In Harvey’s experience illness and Judaism seem to go hand in hand. But the thought that his...

In Harvey’s experience illness and Judaism seem to go hand in hand. But the thought that his...

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I suppose only in the sense that illness and Judaism seem to go together. You meet so many Jewish people who have so many health problems. It’s almost like if you’re Jewish you’re going to have health problems, you know, and yet I know a lot of Jewish people who are perfectly healthy and fit and well. But it does seem to me that a lot of Jewish people that I know do have health problems and some of the problems are quite major. It’s something you live with I think, because it’s almost a hereditary thing and within the genes it sometimes makes it a bit easier to deal with. You know, you are stuck with it. These are in your genes. Does that make sense? 

 

Harvey trained as a teacher and held down a high-energy job despite his Crohn’s. Over the years...

Harvey trained as a teacher and held down a high-energy job despite his Crohn’s. Over the years...

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The Crohn's Disease is still there. And the bowel works frequently so that I have to empty the stoma bag, could be somewhere between eight and twelve times in a 24 hour period. Which is a bit… well I’ve got used to it as I say. But it means that if I travel I have to be a bit careful. I have to try and make sure that I’ve got supplies, and possibly a change of clothing with me at this time. It hasn’t stopped quite drastic accidents happening which again I’ve kind of got used to dealing with. However traumatic, it’s a case of having to, and so you get on with it. 
 
 

Harvey feels he didn’t make it on “a big scale” because he never had as much energy as other...

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Harvey feels he didn’t make it on “a big scale” because he never had as much energy as other...

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Anyway, so I’ll carry on. I went into teaching and I managed pretty well. I think one of the drawbacks with Crohn's Disease is you do get very tired and teaching is a high energy job, and I think one of the reasons why I didn’t really make it on a big scale, although I did quite well, was because I tired quite easily and never had quite as much energy as other teachers. 
 
And I think it was in my early thirties that I’d had some problems, which eventually the doctors found out was due to gall bladder stones and I had a gall bladder removed. And that was the first of a series of operations. After that I had intestinal problems with the Crohn's Disease. I had blockages, which again dogged my teaching career. And I had to have, I think, in the end at least three resections on my intestines. Little pieces cut out to alleviate these blockages, to stop them happening. 
 
Have you ever worked out whether there’s a particular affect that make the flare-ups happen or not?
 
Well stress can affect it, and probably [laughs] teaching is not the best job in the world to be in. I know there is one class I had which was just a very, very tough class, very hard work indeed, and towards the end of the year, the stress was getting quite strong and quite heavy, and my stomach was suffering, and indeed, I think before the end of term I did end up in the hospital. And I think that was one of the times when I had some treatment.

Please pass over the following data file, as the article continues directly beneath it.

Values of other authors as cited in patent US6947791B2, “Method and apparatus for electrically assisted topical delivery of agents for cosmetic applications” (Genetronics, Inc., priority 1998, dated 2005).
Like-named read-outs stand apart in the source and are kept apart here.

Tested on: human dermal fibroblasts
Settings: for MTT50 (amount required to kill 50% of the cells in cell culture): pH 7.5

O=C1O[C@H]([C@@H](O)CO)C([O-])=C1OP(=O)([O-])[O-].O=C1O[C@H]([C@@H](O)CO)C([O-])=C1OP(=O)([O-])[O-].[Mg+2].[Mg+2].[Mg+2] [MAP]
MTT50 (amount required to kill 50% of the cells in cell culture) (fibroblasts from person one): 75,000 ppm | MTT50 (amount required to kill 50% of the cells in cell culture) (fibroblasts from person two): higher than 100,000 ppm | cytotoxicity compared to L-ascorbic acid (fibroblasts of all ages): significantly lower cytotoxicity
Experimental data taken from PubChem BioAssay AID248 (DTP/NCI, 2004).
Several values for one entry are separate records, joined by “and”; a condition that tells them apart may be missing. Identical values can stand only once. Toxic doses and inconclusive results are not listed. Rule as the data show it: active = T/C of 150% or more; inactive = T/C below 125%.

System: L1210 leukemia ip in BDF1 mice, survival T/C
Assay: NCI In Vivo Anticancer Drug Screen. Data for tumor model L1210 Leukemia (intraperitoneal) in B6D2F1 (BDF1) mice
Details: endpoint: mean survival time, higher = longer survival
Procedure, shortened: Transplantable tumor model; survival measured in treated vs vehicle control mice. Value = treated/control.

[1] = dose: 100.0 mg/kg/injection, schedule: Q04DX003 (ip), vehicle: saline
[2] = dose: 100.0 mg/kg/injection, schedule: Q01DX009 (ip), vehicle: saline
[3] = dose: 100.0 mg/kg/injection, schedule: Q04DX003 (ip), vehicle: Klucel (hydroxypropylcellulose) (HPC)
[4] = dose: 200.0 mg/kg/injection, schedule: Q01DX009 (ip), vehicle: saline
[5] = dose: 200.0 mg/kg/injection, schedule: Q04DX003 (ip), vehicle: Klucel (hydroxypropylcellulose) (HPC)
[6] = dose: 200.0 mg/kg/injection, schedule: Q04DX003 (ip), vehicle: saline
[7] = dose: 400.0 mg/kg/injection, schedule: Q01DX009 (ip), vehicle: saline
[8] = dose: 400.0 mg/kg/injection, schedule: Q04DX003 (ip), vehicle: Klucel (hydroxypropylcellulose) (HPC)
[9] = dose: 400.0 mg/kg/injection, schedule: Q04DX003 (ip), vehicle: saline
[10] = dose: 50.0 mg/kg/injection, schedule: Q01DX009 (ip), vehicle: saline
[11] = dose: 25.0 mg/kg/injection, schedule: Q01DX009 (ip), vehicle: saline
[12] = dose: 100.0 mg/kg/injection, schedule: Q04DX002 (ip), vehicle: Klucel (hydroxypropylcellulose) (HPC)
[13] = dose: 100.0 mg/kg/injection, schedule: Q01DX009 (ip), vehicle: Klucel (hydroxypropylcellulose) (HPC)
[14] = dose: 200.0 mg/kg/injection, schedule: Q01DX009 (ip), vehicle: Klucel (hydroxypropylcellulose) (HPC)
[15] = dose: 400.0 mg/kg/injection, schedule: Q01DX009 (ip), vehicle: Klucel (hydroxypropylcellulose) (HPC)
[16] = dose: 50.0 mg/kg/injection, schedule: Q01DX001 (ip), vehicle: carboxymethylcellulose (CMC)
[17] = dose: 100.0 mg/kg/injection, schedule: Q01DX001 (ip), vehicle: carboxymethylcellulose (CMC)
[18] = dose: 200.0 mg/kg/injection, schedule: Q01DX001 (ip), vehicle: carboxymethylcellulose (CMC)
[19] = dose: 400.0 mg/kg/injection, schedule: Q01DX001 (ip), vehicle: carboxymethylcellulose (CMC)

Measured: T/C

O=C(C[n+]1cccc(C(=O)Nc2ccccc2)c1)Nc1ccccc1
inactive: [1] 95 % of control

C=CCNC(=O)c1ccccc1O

Although, the first operation I ever had, was when I was teaching in [town name] so whether that was a stressful period or not I don’t know, but I remember, there were several occasions when I’ve been teaching when I’d been in pain and I’d have to go and sit in the men’s restroom and I would be unable to return to the classroom. And it would be covered by somebody else.
 
And I do remember in the last few years when I was teaching, there wasn’t a day when I wasn’t in some sort of pain. In fact, it got so much that I was actually used to going to school and teaching with the pain. I’d got myself into a state where I could deal with it and kind of ignore it in a way. But I was always kind of aware that the pain was there, but I was determined to carry on with the job. And I would still have been doing that if it hadn’t been for the fact that the cancer came along and put a stop to that. 
 
 

Harvey has adjusted his diet over the years but nothing seems to help him put on weight.

Harvey has adjusted his diet over the years but nothing seems to help him put on weight.

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Oh I have changed my diet. I avoid lamb only because one time when I ate lamb, the day afterwards I had a blockage. I mean the lamb could have been innocent, but I don’t know. So I avoid lamb. I avoid any tough meat. Chicken’s alright. Most vegetables, citrus fruits I am a bit wary of. That happens a lot; gurgling. Eggs, I, I love eggs but I can’t, they don’t agree with me. They actually can cause quite a lot of stomach irritation and pain. If it’s in like scrambled eggs or omelettes, but cooked in a cake, that’s fine. That doesn’t cause any problem. So I avoid eggs. I have kind of adjusted to the things that I know are a bit dodgy. 
 
Nothing seems to help me put on weight. Even the dietician, who tries, she says, “Well we’ll do a high fat diet again,” like I did in hospital. So she said, “You can eat as many doughnuts as you like, as many cakes and biscuits and bread.” It hasn’t helped, I haven’t noticed anything. If anything I’ve lost weight. You know.
 
Now there was a period when my wife said I was looking quite gaunt. And I looked in the mirror and thought blimey, yes, you are. But I don’t, and my consultant that I see occasionally for a few minutes [laughs] will say, “You’re never going to be fat, Harvey.” And that’s it. You know, I don’t want to be fat. I just want to put a bit of weight on. But … really, realistically with the state of my intestines, I don’t think I’m ever going to put any weight on. It just goes through too quickly.